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ARTICLE: Western approaches to ethics training have failed in Cambodia

Fergal Quinn, of the University of Limerick, studied the teaching of journalism ethics in a developing country. The author interviewed 25 organizers of journalism training programs in Cambodia and 29 working journalists who have previously studied in these programs. The press culture in Cambodia is vulnerable, with strong bias toward particular political parties. In the … Continued

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ARTICLE: Paradigm repair and building the journalistic paradigm

Earlier research has higlighted instances of ‘paradigm repair’, moments when journalists deploy discursive strategies to defend the paradigmatic status quo from a perceived internal threat. These threats have included different acts, such as journalists engaging in plagiarism. A new essay by Tim P. Vos and Joseph Moore, of the University of Missouri, seeks to historicize … Continued

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ARTICLE: Chinese media frame Islam and Muslims negatively

Chinese state news reports project an overall negative view of Muslims, a new study shows. Luwei Rose Luqiu of Pennsylvania State University, and Fan Yang of the University at Albany, conducted a three-part research about Islamophobia. The researchers did a content analysis of Chinese state news media reports from 2005-2015 about Muslims and Islam (n=15 427), … Continued

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ARTICLE: News organizations should consider legal liability as they develop automated journalism

Could algorithms produce libelous news content? Seth C. Lewis of the University of Oregon, Amy Kristin Sanders of Northwestern University in Qatar, and Casey Carmody of the University of Minnesota, state that news organizations must seriously consider legal liability as they develop newswriting bots. They review the issue in the context of the United States’s … Continued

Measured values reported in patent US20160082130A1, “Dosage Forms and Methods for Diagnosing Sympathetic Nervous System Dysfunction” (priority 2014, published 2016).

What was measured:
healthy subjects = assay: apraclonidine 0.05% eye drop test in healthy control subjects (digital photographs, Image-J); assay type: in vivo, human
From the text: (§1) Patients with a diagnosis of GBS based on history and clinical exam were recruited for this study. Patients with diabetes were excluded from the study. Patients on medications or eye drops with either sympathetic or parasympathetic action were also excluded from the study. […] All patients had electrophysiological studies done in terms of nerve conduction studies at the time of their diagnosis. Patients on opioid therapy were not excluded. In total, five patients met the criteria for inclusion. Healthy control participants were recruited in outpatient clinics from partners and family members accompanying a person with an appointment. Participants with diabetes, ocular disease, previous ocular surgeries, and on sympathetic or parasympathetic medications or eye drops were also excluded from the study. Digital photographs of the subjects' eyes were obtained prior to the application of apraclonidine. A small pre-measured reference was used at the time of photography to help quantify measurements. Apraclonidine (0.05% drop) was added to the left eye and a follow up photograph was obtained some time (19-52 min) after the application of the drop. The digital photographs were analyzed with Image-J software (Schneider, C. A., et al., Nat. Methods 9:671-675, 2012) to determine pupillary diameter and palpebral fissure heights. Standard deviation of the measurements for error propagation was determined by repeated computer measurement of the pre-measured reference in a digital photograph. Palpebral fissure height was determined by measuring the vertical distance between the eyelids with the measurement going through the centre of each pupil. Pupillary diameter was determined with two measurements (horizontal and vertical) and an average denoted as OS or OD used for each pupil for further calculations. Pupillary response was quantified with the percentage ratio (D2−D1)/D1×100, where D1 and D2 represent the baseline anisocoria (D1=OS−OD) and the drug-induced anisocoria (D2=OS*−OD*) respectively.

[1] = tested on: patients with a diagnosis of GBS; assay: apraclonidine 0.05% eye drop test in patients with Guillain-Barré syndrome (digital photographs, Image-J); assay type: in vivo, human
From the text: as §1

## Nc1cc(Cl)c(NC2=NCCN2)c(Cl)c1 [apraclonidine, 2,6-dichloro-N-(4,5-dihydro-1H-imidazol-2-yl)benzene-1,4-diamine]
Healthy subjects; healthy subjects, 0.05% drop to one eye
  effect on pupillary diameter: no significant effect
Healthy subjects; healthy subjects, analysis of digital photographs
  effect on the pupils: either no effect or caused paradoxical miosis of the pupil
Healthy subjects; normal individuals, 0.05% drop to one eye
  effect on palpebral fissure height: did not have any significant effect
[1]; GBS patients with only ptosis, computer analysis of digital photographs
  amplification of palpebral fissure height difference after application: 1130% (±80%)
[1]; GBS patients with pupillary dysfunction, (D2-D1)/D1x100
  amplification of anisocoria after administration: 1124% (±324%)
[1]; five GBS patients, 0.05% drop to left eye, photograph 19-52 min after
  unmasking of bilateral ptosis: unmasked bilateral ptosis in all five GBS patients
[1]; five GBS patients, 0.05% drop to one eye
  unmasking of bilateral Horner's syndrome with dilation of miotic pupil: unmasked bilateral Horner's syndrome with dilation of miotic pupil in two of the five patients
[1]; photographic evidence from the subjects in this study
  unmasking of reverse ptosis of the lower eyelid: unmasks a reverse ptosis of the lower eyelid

ARTICLE: Journalists seek impact – but are anxious to publicize it

Local journalists want their work to have an “impact”, but they are unsure whether they should mention the impact to their audience, Elia Powers, of Towson University, writes. Powers interviewed 20 American local journalists, all working in a particular metropolitan area. The interviewees represented both for-profit and non-profit news organisations, as well as print, online, … Continued

ARTICLE: The definition of “news” has remained too vague

Despite several attempts of formulating clear definitions, some of the key concepts in mass communication are still hazy, Kevin Ells, of Texas A&M University writes. Ells’s essay criticizes the incoherent or lacking definitions for “mass communication”, “mass media”, and most importantly – “news”. Being unable to differentiate between “news”, “journalism” and “entertainment”, readers and journalists … Continued

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PAPER: Women are underrepresented as expert commentators and news subjects in India

Women are underrepresented in the news in India, a new essay by Reshma Patil of Oxford University, states. The author examined previous studies on the topic and looked at two primetime news debate shows presented by a senior male and female broadcast journalists. In the debates, male experts dominated the airtime on diverse topics, such … Continued

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ARTICLE: How do Norwegian news outlets report extremism?

How should news media deal with actors who promote views deemed anti-democratic and violent? Media have the democratic role of informing the public of anti-democratic and violent forces, and at the same time they should refrain from legitimizing and advancing extremist ideas and aims. In a new study, Anna Grøndahl Larsen of Oslo Metropolitan University … Continued